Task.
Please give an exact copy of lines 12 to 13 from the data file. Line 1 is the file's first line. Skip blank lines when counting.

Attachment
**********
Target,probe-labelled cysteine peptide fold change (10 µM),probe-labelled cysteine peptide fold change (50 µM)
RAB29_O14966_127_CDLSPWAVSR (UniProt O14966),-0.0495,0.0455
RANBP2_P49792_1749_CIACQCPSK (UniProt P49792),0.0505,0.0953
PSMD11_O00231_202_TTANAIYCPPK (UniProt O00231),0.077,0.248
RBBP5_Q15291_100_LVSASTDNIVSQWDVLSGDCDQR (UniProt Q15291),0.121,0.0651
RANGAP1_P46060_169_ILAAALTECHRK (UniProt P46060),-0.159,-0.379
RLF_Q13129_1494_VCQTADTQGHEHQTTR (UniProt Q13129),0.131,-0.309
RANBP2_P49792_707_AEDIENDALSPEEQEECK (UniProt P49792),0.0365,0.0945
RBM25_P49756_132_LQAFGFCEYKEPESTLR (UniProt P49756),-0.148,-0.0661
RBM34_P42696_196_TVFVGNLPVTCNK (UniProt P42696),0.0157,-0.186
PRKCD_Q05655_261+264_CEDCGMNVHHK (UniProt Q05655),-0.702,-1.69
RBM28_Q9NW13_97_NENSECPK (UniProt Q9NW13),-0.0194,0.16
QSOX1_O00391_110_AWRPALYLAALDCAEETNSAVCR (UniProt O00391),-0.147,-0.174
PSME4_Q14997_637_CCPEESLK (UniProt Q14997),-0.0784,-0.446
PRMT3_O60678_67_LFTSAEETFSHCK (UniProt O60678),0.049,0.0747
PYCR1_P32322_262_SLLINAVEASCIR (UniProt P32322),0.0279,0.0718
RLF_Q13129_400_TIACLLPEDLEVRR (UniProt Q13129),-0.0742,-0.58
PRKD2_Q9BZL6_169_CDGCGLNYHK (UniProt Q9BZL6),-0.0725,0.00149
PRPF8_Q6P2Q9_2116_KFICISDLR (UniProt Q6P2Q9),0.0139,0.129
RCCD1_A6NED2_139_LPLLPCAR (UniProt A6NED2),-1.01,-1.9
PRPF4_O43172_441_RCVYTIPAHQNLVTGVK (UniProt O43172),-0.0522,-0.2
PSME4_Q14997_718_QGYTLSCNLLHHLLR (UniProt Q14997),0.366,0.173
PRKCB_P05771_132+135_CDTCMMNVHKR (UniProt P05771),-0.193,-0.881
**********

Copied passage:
RBM28_Q9NW13_97_NENSECPK (UniProt Q9NW13),-0.0194,0.16
QSOX1_O00391_110_AWRPALYLAALDCAEETNSAVCR (UniProt O00391),-0.147,-0.174